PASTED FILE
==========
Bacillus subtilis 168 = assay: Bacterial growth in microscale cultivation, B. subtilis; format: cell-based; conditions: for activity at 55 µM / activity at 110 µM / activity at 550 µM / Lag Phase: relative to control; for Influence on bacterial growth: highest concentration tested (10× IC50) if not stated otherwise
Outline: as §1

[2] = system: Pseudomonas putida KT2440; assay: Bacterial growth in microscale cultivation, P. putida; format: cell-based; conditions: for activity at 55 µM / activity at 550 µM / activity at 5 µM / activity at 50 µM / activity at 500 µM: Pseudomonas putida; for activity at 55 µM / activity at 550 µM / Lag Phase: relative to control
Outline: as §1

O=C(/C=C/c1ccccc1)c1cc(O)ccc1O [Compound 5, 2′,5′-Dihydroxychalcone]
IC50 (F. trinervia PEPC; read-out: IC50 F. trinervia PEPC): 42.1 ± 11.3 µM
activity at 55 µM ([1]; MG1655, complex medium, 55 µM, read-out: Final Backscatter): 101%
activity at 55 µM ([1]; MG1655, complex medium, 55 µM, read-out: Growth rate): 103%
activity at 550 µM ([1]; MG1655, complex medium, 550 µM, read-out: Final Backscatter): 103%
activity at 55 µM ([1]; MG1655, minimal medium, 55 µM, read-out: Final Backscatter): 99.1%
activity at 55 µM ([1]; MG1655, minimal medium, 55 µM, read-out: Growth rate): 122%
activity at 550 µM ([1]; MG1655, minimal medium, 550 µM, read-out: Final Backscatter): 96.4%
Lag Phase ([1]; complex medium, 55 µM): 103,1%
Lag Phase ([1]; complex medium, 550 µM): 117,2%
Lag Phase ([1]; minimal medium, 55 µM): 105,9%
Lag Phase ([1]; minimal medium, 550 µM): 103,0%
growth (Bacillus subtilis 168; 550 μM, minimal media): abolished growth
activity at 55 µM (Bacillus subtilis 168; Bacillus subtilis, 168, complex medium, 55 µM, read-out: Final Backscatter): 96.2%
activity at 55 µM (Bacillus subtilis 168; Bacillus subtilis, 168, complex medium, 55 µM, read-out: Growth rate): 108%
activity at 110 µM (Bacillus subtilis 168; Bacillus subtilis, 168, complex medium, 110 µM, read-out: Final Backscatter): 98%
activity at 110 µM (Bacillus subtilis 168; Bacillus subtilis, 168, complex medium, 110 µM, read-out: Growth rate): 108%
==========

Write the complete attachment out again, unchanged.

Bacillus subtilis 168 = assay: Bacterial growth in microscale cultivation, B. subtilis; format: cell-based; conditions: for activity at 55 µM / activity at 110 µM / activity at 550 µM / Lag Phase: relative to control; for Influence on bacterial growth: highest concentration tested (10× IC50) if not stated otherwise
Outline: as §1

[2] = system: Pseudomonas putida KT2440; assay: Bacterial growth in microscale cultivation, P. putida; format: cell-based; conditions: for activity at 55 µM / activity at 550 µM / activity at 5 µM / activity at 50 µM / activity at 500 µM: Pseudomonas putida; for activity at 55 µM / activity at 550 µM / Lag Phase: relative to control
Outline: as §1

O=C(/C=C/c1ccccc1)c1cc(O)ccc1O [Compound 5, 2′,5′-Dihydroxychalcone]
IC50 (F. trinervia PEPC; read-out: IC50 F. trinervia PEPC): 42.1 ± 11.3 µM
activity at 55 µM ([1]; MG1655, complex medium, 55 µM, read-out: Final Backscatter): 101%
activity at 55 µM ([1]; MG1655, complex medium, 55 µM, read-out: Growth rate): 103%
activity at 550 µM ([1]; MG1655, complex medium, 550 µM, read-out: Final Backscatter): 103%
activity at 55 µM ([1]; MG1655, minimal medium, 55 µM, read-out: Final Backscatter): 99.1%
activity at 55 µM ([1]; MG1655, minimal medium, 55 µM, read-out: Growth rate): 122%
activity at 550 µM ([1]; MG1655, minimal medium, 550 µM, read-out: Final Backscatter): 96.4%
Lag Phase ([1]; complex medium, 55 µM): 103,1%
Lag Phase ([1]; complex medium, 550 µM): 117,2%
Lag Phase ([1]; minimal medium, 55 µM): 105,9%
Lag Phase ([1]; minimal medium, 550 µM): 103,0%
growth (Bacillus subtilis 168; 550 μM, minimal media): abolished growth
activity at 55 µM (Bacillus subtilis 168; Bacillus subtilis, 168, complex medium, 55 µM, read-out: Final Backscatter): 96.2%
activity at 55 µM (Bacillus subtilis 168; Bacillus subtilis, 168, complex medium, 55 µM, read-out: Growth rate): 108%
activity at 110 µM (Bacillus subtilis 168; Bacillus subtilis, 168, complex medium, 110 µM, read-out: Final Backscatter): 98%
activity at 110 µM (Bacillus subtilis 168; Bacillus subtilis, 168, complex medium, 110 µM, read-out: Growth rate): 108%